AIA Top 10

 
 
2003
 
               
 

Case studies are currently organized by project type. In the future, you will be able to search the case studies database by a variety of criteria, including by cross-referenced building materials listed on Green Building Pages and by key sustainable design and construction features.

 

AIA Top 10 2003

 
Argonne Child Development Center

 

San Francisco, CA

450 Architects

Contact: Richard Parker, AIA
(415) 546-0450

San FranciscoÕs first solar-powered school close to its largest community garden. Neighbor and community participation. This is a green building due to its solar performance and its material selections. The school was built with minimal environmental impact. Natural ventilation, daylighting, solar energy, passive solar design, recycled and low-VOC building materials are some of the sustainable design principles used. Landscaped with indigenous, edible plants that also stabilize the soil and control erosion. Durable, benign and recycled materials used. Low flow toilets. Biocomposite panels used for art supply cabinets and cubbies. The outdoor play structure, ceramic tiles, and carpets incorporate recycled content. Agricultural-waste-fiber panels for millwork and interior finish.
Chicago Center for Green Technology


Chicago, IL

Farr Associates Architecture and Urban Design

Contact: Doug Farr
(312) 408-1661

An example of brownfield waste dump transformed into green showcase. Uses solar and geothermal energy, rooftop garden, natural habitat to filter storm water. Solar panels, rainwater collection for irrigation, smart lighting, erosion and sedimentation control, bioswales, native plants. 36% of all building materials used have recycled content including drywall cellulose insulation, linoleum, ceiling tiles, rubber flooring, gravel, fill materials, steel, tile, MDF board, and fireproofing. Over 50% of the materials were manufactured or assembled within 300 miles. Received LEED 1.0 Platinum in 2003.
Colorado Court

502 Colorado Ave.
Santa Monica, CA

Pugh Scarpa Kodama

Contact: Pugh Scarpa Kodama
(310) 828-0226

A 44 Single-resident apartment units, a community room, a mail room, an outdoor courtyard, storage space for bicycles, and covered parking for 20 vehicles. Building was sited and oriented to take full advantage of passive solar energy benefits and natural ventilation. The southwest facades are covered with solar panels that provide 98% of their energy demand. Over 75% of construction waste was recycled. Has a physical in-house recycling system. Engineered wood products were used for rough carpentry. The building features double glazed, kryton filled, low-e windows with stainless steel spacers; blown-in recycled cellulose insulatio, high efficiency refrigerator and appliances, 100% recycled carpet and linoleum, formaldehyde free MDF cabinets, Low and No VOC paints, sealants and adhesives used, natural stucco pigments, coal fly ash, recycled content synthetic gypsum board, wallboard and all T8 fluorescent bulbs do not contain mercury. The insulation is made from recycled newsprint.
Cusano Environmental Education Center


Philadelphia, Penn.

Susan Maxman & Partners, Ltd.

Contact: Susan Maxman & Partners, Ltd
(215) 985-4410

This project is remarkable in their focus on restoring the surrounding tidal marsh and incorporating it into their design. This project has an onsite ecological wastewater treatment facility named the Marsh Machine which is a working purification system. Key attributes include greywater reuse and rainwater harvesting from the roofs, sixty year old salvaged timbers, certified Pennsylvania hardwood, and many products with recycled content.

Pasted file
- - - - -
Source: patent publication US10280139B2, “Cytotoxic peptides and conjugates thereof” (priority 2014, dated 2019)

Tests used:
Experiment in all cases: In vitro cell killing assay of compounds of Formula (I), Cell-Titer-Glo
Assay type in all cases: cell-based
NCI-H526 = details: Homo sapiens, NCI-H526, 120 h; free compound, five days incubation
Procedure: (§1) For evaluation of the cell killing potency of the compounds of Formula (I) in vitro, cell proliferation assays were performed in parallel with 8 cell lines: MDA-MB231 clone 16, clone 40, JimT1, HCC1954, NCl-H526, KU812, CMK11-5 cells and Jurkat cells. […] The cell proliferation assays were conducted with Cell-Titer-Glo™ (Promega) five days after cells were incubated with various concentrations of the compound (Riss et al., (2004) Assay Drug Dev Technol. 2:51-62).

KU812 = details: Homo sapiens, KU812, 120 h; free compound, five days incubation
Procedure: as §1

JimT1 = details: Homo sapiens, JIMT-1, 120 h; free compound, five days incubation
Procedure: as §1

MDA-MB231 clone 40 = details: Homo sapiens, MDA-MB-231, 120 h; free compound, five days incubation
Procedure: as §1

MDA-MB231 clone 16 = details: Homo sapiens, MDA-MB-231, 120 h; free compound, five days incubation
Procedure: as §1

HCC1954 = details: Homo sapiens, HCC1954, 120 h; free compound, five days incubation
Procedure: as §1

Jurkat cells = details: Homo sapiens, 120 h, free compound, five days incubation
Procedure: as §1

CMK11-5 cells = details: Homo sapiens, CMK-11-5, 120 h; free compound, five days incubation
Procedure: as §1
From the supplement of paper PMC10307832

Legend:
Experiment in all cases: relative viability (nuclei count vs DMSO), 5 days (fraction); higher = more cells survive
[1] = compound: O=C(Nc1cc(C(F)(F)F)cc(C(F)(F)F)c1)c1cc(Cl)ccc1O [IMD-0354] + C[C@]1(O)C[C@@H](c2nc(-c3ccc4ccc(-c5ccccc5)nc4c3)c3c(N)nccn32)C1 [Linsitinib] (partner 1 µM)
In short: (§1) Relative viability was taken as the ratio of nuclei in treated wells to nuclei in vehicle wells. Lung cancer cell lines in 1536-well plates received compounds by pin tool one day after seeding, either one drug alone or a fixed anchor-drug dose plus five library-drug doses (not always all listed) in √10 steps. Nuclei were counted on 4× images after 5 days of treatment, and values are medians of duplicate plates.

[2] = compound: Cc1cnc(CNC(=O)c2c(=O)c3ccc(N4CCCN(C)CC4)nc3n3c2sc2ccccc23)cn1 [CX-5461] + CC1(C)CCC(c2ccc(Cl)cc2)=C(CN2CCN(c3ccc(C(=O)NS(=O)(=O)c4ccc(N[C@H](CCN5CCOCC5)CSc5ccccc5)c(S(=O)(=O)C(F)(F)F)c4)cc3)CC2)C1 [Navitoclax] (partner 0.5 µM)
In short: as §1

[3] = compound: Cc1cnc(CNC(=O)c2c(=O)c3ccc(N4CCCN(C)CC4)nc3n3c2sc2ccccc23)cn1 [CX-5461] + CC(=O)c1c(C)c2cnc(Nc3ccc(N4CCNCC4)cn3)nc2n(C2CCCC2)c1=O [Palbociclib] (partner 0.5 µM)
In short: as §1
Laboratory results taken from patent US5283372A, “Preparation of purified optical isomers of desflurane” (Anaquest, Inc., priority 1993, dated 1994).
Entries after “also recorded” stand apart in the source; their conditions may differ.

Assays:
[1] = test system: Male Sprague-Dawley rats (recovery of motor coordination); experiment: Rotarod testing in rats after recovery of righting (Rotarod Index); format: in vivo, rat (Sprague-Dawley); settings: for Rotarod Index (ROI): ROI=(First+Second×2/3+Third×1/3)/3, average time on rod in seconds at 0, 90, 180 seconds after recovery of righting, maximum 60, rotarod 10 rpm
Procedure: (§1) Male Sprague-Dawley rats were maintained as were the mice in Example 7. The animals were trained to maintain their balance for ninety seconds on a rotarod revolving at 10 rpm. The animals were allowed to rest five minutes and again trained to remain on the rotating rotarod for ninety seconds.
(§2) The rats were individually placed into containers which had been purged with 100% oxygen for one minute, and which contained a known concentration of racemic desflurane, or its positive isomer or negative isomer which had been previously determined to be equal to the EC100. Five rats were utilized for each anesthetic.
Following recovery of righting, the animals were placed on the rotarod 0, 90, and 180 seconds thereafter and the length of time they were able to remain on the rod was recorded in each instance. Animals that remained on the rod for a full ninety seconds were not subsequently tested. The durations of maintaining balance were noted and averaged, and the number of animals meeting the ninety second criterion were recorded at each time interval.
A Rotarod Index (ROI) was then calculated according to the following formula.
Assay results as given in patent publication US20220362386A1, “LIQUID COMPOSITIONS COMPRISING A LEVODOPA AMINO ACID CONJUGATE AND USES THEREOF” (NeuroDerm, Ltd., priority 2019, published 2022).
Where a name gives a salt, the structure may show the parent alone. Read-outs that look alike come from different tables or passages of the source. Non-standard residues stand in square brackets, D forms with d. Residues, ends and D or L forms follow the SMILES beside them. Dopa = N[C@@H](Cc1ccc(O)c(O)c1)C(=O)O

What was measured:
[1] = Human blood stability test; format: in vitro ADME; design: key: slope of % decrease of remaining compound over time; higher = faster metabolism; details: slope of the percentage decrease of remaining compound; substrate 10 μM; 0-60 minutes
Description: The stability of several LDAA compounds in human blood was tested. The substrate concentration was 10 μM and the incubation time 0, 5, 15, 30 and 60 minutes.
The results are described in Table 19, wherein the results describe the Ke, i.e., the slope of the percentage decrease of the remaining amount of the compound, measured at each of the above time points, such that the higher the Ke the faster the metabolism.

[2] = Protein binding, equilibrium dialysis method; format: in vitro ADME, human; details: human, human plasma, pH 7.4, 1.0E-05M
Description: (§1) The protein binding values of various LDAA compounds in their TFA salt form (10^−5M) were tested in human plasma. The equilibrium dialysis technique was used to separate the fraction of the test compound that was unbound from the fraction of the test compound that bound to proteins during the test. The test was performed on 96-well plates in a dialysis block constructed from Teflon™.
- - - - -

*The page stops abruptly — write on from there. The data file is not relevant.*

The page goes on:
Fisher Pavilion


220 Harrison St., Bldg. 65 Seattle, WA

Miller Hull Partnership

Contact: Ronald Rochon
(206) 682-6837

LEED Silver rating. Materials chosen based on durability, indoor air quality, and sustainability. High flyash content in the concrete mitigated carbon dioxide byproducts. 56% of the products used contain recycled content. 49% of the products were sourced regionally or locally. 86% of construction, demolition, and land clearing debris were recycled on the project.
Herman Miller Marketplace


Zeeland, MI

Integrated Architecture

Contact: Trisha Spaulding
(616) 574-0220

LEED Gold Rating. Flushless urinals and flow regulating toilets lavatories and showers are used in order to conserve water. 100% post-consumer recycled crushed concrete, and concrete rebar were used. The structural steel was 90% post-consumer recycled. The metal joists, floor deck and roof deck are 95% post-consumer recycled. 50% of the construction waste was recycled.
Hidden Villa Hostel & Summer Camp

26870 Moody Rd.
Los Altos, CA

Arkin Tilt Architects

Contact: David Arkin
(510) 528-9830

Clerestory windows utilized to maximize winter solar exposure. Durable, sustainable materials are used where possible. Recycled plastic decking is used for the porch, ramps and stairs. All wood products used are manufactured, certified, or salvaged. The exterior siding was reused from the original Hostel and also milled from salvaged Port Orford cedar. All insulation was sprayed-cellulose which is made from recycled newspapers. Many of the windows, doors, and cabinets were also salvaged and used.
San Mateo County Sheriff's Forensic Laboratory and Coroner's Office

San Mateo, CA

Hellmuth, Obata + Kassabaum

Contact: Edward McCrary
(415) 243-0555

Car pool spaces, bicycle racks and showers encourage alternative transportation. The design reduces energy by 50% compared to what Title 24 requires and reduces peak loads by 50% also. Waterless urinals, low flow showerheads, and low flow toilets were used to reduce water use by 40%. Durable and low-maintenance products were chosen. 78% of all construction waste was recycled.
 
 
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